Toronto ranked as the fourth best North American city in CBRE’s 2018 tech talent markets report, and Rotman’s increased research funding is expected to add to the city’s growing tech sector.
TD further hopes that fostering this strong partnership with Rotman will encourage more graduates to work for the bank. This is an equally valuable outcome for Rotman. “The support of TD and our other partners… in providing internship, employment, and other learning opportunities is tremendous. Experiential learning is a key part of many of our programs,” said McGuffin.
The partnership is for an initial five-year period. Nelissen described it as “more than just a commercial relationship,” and as one that will continue to develop over time. “We also have to make sure that Rotman grows and develops and gets to do what it wants to do,” he said.
The $4 million contribution follows TD’s $1 million donation to the Rotman Financial Innovation Hub in Advanced Analytics last year, which helped develop new classes and learning opportunities in financial innovation, including workshops and scholarships.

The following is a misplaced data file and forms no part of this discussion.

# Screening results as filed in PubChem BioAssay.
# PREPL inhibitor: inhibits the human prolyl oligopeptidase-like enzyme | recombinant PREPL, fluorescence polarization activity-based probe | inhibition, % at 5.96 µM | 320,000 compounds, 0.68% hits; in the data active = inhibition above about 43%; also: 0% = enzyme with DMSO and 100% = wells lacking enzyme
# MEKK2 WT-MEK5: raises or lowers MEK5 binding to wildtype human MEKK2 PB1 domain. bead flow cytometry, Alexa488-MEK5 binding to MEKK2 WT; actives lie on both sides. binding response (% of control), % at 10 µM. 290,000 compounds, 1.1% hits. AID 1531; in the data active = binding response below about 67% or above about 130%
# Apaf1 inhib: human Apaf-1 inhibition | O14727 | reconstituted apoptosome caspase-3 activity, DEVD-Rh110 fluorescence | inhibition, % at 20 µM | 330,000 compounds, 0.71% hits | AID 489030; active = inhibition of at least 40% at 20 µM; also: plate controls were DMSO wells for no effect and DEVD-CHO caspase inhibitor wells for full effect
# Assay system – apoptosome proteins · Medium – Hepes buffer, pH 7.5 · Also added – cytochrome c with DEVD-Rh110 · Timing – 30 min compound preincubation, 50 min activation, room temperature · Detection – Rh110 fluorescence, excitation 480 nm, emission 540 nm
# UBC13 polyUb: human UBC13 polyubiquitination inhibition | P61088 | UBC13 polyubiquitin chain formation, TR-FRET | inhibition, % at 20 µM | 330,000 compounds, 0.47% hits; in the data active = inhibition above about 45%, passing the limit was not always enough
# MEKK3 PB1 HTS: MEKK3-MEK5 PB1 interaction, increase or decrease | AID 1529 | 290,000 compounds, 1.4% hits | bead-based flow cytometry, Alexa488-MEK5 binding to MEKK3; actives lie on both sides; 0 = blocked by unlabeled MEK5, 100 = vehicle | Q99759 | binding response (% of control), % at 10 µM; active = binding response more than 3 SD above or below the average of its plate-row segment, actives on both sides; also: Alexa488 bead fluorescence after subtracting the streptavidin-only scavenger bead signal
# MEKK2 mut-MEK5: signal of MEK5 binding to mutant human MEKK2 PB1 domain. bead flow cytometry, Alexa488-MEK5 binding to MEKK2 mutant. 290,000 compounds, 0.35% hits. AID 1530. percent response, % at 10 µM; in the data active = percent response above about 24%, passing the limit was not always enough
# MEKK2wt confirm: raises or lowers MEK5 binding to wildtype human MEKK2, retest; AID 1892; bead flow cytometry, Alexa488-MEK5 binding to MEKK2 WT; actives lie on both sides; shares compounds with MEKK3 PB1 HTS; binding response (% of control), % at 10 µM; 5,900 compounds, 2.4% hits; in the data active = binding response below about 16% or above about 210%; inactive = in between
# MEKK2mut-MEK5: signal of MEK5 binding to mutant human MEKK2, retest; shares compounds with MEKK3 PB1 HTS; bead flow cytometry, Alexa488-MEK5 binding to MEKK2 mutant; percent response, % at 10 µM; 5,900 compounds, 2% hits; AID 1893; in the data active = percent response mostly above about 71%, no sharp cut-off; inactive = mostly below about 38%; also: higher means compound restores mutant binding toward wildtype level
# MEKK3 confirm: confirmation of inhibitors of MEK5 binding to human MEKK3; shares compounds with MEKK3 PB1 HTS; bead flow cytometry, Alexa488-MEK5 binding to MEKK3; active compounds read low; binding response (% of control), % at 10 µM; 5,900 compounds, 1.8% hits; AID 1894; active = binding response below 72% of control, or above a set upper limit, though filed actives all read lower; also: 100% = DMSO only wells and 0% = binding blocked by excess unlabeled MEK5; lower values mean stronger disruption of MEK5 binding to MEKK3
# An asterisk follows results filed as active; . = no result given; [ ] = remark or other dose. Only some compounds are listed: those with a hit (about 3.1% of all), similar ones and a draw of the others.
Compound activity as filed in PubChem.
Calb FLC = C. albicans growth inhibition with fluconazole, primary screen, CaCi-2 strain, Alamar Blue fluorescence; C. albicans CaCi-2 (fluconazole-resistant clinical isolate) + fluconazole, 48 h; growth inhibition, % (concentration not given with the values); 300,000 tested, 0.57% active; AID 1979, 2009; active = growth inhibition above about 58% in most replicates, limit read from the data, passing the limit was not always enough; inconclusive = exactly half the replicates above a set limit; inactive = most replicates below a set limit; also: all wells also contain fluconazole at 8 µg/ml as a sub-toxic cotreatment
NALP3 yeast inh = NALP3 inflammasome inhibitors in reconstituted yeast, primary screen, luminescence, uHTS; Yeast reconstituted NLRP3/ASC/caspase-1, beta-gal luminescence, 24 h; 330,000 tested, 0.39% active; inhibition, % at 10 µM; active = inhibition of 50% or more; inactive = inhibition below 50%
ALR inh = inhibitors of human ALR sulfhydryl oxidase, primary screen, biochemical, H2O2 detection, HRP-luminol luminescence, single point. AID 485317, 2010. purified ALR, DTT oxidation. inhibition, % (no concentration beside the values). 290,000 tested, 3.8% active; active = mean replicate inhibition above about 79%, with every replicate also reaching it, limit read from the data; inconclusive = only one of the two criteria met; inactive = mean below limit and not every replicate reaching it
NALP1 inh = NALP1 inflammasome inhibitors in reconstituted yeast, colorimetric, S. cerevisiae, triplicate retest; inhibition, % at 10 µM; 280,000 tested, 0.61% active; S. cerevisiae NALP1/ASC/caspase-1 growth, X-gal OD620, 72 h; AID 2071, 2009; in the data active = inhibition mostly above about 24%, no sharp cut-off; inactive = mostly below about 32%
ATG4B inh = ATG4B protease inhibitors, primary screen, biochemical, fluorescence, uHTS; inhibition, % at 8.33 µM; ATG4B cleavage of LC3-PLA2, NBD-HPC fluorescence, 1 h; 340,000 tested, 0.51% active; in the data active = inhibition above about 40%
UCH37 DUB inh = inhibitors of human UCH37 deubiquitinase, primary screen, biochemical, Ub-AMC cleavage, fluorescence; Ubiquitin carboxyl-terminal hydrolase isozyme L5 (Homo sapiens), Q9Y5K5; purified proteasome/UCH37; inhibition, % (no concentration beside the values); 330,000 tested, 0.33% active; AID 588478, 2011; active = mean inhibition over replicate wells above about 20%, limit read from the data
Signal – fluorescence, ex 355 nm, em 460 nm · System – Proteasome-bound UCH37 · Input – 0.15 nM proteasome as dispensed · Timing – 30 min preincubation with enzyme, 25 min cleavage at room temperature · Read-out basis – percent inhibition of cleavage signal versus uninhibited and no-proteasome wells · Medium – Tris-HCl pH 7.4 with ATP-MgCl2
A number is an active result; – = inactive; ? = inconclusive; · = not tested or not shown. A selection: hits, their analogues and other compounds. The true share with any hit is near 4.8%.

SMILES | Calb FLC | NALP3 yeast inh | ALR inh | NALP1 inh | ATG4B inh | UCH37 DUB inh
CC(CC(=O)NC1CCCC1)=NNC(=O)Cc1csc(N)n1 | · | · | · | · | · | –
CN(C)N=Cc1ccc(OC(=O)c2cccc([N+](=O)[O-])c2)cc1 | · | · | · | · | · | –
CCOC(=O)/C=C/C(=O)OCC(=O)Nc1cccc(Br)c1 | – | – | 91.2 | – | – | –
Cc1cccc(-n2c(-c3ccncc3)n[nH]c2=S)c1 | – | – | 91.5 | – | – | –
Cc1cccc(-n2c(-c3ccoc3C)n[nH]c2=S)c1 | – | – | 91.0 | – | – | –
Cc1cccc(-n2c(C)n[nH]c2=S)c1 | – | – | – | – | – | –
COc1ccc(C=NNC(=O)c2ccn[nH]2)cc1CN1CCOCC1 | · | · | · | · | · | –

CDL Health stream
TD’s $2.5 million pledge to the CDL makes it a Corporate Founding Member of the CDL Health stream, which focuses on biotechnology, bioinformatics, diagnostics, and digital care. The CDL “merges science-based projects with business expertise to help young companies scale-up into creators of new jobs, processes, and services,” according to its website.
In March, TD launched the Ready Commitment, which sets a $1 billion target for philanthropy by 2030 to “support change, nurture progress, and contribute to making the world a better, more inclusive place.”